THE GOP’S 2016 WAR PRIMARY HEATS UP Politico: “Sen. Lindsey Graham wants Congress to give President Barack Obama unequivocal authority to fight Islamic State militants. Yet Sen. Ted Cruz says lawmakers should be wary of handing the commander in chief a ‘blanket authorization’ to wage war. Sen. Marco Rubio is open to sending ground troops into the region if that’s what it takes to win. But Sen. Rand Paul says he’s ‘not eager’ to send troops back to the Middle East, and he’s demanding that Congress set a one-year timeline for a war authorization to expire. … As Congress prepares to dive into its most politically charged debate in years over war and peace, the four Republican senators considering 2016 presidential bids are staking out diverging positions on how much power to give Obama – a fight that is bound to drive the argument on which candidate would best defend the U.S. from threats abroad.”

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SCIENCE IS COOL NYTs: “Engineers launched a robotic observatory into deep space to keep a vigil for approaching solar storms. “In about 110 days, the observatory, abbreviated as Dscovr and pronounced ‘discover,’ is to reach a point where the gravitational pull of the Earth and that of the sun cancel each other out and the spacecraft can easily hold its position, almost a million miles from the day side of Earth. From that location, Dscovr will be able to give 15 to 60 minutes’ warning if a wave of energetic solar particles known as a coronal mass ejection is about to slam into Earth.”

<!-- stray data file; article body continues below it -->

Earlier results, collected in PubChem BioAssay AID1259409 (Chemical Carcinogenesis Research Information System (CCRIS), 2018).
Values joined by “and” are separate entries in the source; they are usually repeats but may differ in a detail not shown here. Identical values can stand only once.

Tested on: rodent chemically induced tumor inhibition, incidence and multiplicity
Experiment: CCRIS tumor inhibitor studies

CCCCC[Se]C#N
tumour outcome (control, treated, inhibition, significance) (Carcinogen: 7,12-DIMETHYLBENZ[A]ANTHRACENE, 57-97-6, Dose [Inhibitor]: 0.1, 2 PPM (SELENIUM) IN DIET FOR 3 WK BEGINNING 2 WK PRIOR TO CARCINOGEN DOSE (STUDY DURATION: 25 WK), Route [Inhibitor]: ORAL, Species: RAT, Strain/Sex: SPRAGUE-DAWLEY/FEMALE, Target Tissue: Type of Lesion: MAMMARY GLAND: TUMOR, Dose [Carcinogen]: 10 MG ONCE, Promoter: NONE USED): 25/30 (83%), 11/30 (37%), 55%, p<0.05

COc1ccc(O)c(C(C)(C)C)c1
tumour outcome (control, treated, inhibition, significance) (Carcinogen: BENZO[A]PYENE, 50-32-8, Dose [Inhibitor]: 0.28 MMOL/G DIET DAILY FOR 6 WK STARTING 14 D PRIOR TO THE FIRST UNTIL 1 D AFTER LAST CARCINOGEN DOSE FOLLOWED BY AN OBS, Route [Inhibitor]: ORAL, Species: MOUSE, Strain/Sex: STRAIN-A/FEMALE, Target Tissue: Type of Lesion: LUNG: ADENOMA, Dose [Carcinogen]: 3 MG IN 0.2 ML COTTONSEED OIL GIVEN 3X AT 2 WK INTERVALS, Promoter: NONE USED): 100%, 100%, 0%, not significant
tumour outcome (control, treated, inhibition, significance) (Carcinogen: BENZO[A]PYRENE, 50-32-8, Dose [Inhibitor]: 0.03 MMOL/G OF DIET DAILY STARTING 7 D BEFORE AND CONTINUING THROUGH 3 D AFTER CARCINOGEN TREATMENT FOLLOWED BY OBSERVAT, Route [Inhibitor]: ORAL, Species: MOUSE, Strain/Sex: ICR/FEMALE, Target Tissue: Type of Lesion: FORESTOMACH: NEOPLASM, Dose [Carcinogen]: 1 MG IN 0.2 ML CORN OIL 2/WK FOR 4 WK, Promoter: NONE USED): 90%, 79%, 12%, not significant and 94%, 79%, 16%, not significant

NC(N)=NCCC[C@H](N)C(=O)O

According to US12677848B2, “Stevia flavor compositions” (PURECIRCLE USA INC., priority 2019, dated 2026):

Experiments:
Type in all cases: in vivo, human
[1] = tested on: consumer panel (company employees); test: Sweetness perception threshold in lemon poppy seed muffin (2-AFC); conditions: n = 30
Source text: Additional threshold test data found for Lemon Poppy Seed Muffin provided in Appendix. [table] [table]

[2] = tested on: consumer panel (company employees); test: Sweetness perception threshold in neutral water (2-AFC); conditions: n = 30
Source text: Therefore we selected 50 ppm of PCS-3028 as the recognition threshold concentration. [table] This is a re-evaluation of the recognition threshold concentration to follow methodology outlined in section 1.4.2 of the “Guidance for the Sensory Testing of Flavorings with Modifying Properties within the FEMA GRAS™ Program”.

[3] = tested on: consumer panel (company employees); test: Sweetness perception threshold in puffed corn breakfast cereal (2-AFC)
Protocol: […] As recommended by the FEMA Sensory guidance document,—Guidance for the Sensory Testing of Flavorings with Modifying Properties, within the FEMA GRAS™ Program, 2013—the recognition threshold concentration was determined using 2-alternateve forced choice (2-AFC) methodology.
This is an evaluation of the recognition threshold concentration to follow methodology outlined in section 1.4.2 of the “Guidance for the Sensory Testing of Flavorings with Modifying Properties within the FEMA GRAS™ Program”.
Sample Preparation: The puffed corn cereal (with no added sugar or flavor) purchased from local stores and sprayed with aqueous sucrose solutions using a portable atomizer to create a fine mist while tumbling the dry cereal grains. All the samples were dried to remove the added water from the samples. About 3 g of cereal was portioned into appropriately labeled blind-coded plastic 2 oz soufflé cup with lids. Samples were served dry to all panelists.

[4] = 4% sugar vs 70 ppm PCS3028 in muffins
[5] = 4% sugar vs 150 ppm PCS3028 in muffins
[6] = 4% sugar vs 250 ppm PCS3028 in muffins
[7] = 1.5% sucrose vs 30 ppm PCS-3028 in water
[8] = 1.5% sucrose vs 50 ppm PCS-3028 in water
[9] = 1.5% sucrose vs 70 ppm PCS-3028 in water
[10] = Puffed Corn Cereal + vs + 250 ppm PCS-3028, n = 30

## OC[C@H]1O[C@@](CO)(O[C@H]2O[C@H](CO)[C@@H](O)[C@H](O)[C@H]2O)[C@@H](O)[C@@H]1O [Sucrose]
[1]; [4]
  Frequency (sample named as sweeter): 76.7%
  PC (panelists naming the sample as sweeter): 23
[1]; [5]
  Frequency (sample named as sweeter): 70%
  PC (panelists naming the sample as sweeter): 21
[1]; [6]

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BRIAN WILLIAMS Stars and Stripes: “NBC Nightly News anchor Brian Williams, facing withering criticism for “misremembering” events in Iraq in 2003, is voluntarily taking a leave of absence while the network investigates his reporting.”

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eL6-rvDuOjCVW16KpmEo3fjDzckRTWgVyuKYIqW-7s4vpgp6iIP8JG9k1NyaD9OVWPhEJuqIhQYIAycQGtMuWgxSAdZbRBBkychIEjvboxM5kvf9V8HKtLa5QEQVwqrxFquDrnMLQpybdNWt4rk7TlXKrPM=s0-d-e1-ftFEELING RESTLESS Jon Stewart will step down as host of “The Daily Show,” he announced during Tuesday night’s taping.
Best description of him … “He walked through a degraded landscape, the tour guide who’s also a smartass.” (Timothy Egan)
“Where will I get my news every night?” asked Bill Clinton, in a tweet following Stewart’s announcement.
10:00 CST will never be the same!